Nicole Matos

Partner at Collegium Consulting at

Making the Most of Your Teaching Demo

Full school of rock

Image: The School of Rock (2003)

The teaching demonstration is one of the most artificial segments of a job seeker’s campus interview yet also one of the most telling and evocative.

Typically, teaching demos can range anywhere from a brief 15 or 20 minutes to a full class period. The better ones involve a class of actual students; the more awkward demos involve search-committee members pretending to be students. Often job candidates are given a set topic to teach; other times you might be given free rein to choose your topic.

Teaching demos are artificial for a number of obvious reasons:

  • The students are not really “yours.”
  • The demo time materializes as a sort of interregnum with no future and no past.
  • And, perhaps most horrifying for the job candidate, the demo is a one-shot deal: There’s no taking a mulligan if things go wrong, and little chance ahead of time to predict the ways they might.

But having observed many teaching demonstrations as a community-college faculty member and administrator, I would still wholeheartedly defend the practice, perhaps for exactly these reasons — that it happens among strangers, in a kind of unpredictable, accentuated present. I think teaching demos communicate a lot about a would-be professor, and offer insights on classroom performance that interviews and more scripted job talks simply can’t.

The good news for job seekers, I’d also argue, is that the teaching demonstration is a forum in which your strategic decisions can make an enormous difference. Over the years, the most successful teaching demos I’ve witnessed have had a number of traits in common, and those traits are replicable regardless of how long your demo is, or who is in the audience. Taken together they represent a best practices of teaching demos. While I don’t think candidates should incorporate strategies that feel truly alien to their teaching style — inauthenticity is a death knell that supersedes any other advice here! — it may be worth adding some of these suggestions to your repertory.

First and Foremost, Interact. The No. 1 thing I want to see from a demo is the manner in which teachers interact with students. Any teaching mode that will minimize or delay student discussion and inquiry— cough, lecture; cough, Powerpoint presentation — is probably not the best choice for your teaching demo. Students are often quite sympathetic to the plight of a job seeker and may be more forthcoming than you might expect. But it is equally possible that they will be reticent and unnerved, unsure how to negotiate this unusual scene.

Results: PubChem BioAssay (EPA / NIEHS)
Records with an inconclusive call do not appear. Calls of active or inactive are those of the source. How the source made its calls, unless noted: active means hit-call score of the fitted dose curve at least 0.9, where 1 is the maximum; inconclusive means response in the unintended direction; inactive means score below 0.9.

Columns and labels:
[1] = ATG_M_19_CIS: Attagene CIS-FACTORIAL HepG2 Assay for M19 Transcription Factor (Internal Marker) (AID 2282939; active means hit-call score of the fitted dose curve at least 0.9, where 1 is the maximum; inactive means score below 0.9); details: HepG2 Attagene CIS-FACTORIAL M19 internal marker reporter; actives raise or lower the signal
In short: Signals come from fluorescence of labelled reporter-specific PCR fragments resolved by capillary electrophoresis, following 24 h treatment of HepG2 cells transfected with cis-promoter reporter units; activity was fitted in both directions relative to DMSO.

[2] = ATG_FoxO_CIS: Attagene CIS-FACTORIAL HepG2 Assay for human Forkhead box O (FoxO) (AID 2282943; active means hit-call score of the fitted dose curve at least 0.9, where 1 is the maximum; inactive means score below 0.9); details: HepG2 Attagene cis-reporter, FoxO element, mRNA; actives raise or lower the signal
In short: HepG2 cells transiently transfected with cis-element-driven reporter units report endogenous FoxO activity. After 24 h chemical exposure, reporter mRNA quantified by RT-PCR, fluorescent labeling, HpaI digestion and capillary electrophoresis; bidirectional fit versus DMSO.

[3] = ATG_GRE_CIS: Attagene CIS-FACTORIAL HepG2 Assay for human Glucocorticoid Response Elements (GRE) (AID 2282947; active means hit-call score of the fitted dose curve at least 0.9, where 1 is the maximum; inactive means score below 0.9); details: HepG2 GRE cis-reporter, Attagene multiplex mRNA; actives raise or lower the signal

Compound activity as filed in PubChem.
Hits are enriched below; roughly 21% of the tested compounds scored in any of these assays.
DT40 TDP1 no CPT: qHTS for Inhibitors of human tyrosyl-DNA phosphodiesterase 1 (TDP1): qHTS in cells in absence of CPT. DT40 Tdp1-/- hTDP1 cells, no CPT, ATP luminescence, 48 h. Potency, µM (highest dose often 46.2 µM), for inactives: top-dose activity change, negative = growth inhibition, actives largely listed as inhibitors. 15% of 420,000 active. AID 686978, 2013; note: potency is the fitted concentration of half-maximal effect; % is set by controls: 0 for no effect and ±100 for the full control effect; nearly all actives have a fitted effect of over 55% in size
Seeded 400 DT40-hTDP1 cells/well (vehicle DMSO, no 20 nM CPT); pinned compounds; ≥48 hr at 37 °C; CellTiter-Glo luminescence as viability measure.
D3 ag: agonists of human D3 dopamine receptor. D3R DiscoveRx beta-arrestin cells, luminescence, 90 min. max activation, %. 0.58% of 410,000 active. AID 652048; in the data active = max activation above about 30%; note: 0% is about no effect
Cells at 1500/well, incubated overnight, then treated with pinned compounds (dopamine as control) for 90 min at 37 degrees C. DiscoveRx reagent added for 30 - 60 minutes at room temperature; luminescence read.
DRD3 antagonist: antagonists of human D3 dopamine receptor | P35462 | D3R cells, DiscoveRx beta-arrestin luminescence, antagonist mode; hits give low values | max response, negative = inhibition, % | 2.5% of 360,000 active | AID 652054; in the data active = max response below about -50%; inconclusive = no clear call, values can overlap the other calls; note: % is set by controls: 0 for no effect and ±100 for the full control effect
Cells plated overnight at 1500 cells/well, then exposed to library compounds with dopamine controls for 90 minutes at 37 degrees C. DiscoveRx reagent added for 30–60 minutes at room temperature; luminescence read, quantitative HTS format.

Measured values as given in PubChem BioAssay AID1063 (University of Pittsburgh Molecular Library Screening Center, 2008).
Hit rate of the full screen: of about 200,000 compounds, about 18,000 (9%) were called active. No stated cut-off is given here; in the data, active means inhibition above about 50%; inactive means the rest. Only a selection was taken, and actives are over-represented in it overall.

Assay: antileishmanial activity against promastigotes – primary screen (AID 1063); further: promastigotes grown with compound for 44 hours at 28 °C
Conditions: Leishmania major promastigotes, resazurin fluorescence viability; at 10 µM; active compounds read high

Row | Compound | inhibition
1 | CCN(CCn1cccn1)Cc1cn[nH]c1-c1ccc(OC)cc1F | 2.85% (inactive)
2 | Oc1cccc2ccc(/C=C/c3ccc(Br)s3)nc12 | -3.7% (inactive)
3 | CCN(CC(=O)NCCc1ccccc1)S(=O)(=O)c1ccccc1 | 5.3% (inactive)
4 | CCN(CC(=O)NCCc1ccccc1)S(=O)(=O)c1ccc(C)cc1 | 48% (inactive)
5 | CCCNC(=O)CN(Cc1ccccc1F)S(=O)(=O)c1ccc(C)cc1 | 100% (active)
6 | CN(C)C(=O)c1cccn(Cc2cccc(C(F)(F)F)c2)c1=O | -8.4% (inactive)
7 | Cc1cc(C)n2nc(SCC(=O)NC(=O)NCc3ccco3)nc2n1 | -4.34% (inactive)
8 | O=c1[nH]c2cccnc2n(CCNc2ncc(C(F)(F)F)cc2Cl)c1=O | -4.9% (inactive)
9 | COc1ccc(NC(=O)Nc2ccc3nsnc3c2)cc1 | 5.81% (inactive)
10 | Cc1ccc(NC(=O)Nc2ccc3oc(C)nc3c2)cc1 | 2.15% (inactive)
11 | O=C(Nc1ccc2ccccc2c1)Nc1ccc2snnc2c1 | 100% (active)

For that reason, the best teaching demos I’ve observed find clever ways to call on students for answers and reactions, without waiting (sometimes interminably) for eager volunteers. One strategy I’ve seen used to great effect is to bring materials for students to make name-cards. It is much more inviting to say, “Keisha, what are your experiences with that?” than “You — no, you in the red shirt.” Creating a kind of assumed first-name familiarity, even where longstanding familiarity doesn’t really exist, often works as a self-fulfilling prophecy.

Another strategy that works well is to poll the class at-large, perhaps with a verbal or written round robin (“What’s the No. 1 question you have about X?”). Remember, too, that quality interaction ought to follow patterns other than just “professor, student; professor, student.” Gently encourage students to converse with one another: “Julia, what was the most convincing part of Keisha’s argument? Ted, what might be the weakness of Keisha’s argument if you were going to argue the other side?” Do that well, and you will never have to ask for volunteers — both because you aren’t waiting around for them and because volunteers will press themselves upon you, interested in entering an exchange already under way.

Manage Your Classroom. I do not mean that you should expect disciplinary problems in your demo — with a cartload of faculty and administrators in observation, that is almost never a problem. I mean, rather, that you should demonstrate a certain comfort level with your own authority.